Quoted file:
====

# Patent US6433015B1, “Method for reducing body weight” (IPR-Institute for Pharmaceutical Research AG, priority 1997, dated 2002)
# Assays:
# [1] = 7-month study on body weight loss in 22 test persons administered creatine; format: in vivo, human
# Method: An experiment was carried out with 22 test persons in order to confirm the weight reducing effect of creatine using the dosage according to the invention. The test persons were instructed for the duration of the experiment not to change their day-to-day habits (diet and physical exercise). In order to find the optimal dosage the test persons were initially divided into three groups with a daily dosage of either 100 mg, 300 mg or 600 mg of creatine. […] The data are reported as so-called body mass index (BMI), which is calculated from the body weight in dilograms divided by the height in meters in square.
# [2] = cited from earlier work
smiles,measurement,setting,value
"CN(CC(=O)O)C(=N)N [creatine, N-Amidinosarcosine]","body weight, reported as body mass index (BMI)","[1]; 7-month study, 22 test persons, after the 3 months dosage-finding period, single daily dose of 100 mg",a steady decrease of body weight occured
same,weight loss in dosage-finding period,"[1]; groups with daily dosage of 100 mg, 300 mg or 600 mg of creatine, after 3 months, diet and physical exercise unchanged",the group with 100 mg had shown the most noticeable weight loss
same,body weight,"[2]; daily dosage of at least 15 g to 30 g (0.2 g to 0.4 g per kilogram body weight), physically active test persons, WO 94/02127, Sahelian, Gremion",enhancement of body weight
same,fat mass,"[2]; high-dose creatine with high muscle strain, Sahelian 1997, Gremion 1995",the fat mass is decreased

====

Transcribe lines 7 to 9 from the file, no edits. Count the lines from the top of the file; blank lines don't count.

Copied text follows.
"CN(CC(=O)O)C(=N)N [creatine, N-Amidinosarcosine]","body weight, reported as body mass index (BMI)","[1]; 7-month study, 22 test persons, after the 3 months dosage-finding period, single daily dose of 100 mg",a steady decrease of body weight occured
same,weight loss in dosage-finding period,"[1]; groups with daily dosage of 100 mg, 300 mg or 600 mg of creatine, after 3 months, diet and physical exercise unchanged",the group with 100 mg had shown the most noticeable weight loss
same,body weight,"[2]; daily dosage of at least 15 g to 30 g (0.2 g to 0.4 g per kilogram body weight), physically active test persons, WO 94/02127, Sahelian, Gremion",enhancement of body weight